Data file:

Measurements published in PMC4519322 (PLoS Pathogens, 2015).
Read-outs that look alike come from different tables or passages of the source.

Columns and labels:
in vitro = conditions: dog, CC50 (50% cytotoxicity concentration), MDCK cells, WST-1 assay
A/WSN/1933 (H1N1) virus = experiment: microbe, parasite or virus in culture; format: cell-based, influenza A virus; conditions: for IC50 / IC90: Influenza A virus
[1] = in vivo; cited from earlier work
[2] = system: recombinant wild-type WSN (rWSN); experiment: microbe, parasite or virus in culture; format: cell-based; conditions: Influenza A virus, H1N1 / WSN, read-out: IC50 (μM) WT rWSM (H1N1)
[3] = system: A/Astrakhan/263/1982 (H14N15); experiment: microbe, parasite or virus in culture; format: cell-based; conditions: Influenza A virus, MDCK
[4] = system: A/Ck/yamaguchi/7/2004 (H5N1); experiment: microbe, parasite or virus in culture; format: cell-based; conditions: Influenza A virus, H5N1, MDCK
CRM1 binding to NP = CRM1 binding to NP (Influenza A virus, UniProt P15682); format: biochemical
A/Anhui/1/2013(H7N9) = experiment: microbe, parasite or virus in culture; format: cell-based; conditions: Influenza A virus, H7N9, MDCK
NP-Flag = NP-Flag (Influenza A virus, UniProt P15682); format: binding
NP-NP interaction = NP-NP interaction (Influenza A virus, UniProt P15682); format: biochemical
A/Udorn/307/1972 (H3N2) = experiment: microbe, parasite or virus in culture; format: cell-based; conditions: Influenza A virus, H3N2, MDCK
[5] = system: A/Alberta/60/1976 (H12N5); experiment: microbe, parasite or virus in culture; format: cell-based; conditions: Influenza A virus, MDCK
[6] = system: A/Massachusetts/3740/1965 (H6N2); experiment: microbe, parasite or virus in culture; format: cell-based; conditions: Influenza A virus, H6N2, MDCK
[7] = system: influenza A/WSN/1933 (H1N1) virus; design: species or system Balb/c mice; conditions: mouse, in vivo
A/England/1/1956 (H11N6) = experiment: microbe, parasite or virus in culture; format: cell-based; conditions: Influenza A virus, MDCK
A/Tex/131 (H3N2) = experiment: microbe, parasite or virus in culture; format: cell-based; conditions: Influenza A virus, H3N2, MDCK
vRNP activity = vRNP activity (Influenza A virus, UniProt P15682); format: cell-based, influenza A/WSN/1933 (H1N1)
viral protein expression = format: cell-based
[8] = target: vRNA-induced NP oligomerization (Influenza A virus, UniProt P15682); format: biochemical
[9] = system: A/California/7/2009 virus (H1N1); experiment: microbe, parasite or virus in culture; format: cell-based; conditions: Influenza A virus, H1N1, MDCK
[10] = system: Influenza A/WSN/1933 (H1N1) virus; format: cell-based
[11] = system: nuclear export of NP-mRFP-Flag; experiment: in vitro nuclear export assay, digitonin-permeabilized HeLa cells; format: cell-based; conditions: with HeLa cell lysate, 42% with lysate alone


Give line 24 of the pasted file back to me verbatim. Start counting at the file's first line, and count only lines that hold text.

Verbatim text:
[10] = system: Influenza A/WSN/1933 (H1N1) virus; format: cell-based